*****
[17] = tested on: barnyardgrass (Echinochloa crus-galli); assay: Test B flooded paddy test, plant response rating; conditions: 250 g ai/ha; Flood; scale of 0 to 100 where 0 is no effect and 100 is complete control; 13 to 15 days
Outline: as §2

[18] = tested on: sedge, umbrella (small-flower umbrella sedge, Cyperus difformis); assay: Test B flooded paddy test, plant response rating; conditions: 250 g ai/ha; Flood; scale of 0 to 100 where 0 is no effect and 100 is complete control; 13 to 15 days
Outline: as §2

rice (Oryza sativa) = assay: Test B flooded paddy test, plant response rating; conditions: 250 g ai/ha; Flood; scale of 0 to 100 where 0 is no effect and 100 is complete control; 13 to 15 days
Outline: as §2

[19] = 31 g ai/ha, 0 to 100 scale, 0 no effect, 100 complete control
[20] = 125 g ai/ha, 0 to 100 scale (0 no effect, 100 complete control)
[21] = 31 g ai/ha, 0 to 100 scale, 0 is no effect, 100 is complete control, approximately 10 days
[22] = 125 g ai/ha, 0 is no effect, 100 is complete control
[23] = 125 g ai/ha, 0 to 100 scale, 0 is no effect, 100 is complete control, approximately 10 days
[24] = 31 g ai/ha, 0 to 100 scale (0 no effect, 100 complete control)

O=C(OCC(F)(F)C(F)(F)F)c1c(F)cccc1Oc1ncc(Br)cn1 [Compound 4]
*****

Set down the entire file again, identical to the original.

[17] = tested on: barnyardgrass (Echinochloa crus-galli); assay: Test B flooded paddy test, plant response rating; conditions: 250 g ai/ha; Flood; scale of 0 to 100 where 0 is no effect and 100 is complete control; 13 to 15 days
Outline: as §2

[18] = tested on: sedge, umbrella (small-flower umbrella sedge, Cyperus difformis); assay: Test B flooded paddy test, plant response rating; conditions: 250 g ai/ha; Flood; scale of 0 to 100 where 0 is no effect and 100 is complete control; 13 to 15 days
Outline: as §2

rice (Oryza sativa) = assay: Test B flooded paddy test, plant response rating; conditions: 250 g ai/ha; Flood; scale of 0 to 100 where 0 is no effect and 100 is complete control; 13 to 15 days
Outline: as §2

[19] = 31 g ai/ha, 0 to 100 scale, 0 no effect, 100 complete control
[20] = 125 g ai/ha, 0 to 100 scale (0 no effect, 100 complete control)
[21] = 31 g ai/ha, 0 to 100 scale, 0 is no effect, 100 is complete control, approximately 10 days
[22] = 125 g ai/ha, 0 is no effect, 100 is complete control
[23] = 125 g ai/ha, 0 to 100 scale, 0 is no effect, 100 is complete control, approximately 10 days
[24] = 31 g ai/ha, 0 to 100 scale (0 no effect, 100 complete control)

O=C(OCC(F)(F)C(F)(F)F)c1c(F)cccc1Oc1ncc(Br)cn1 [Compound 4]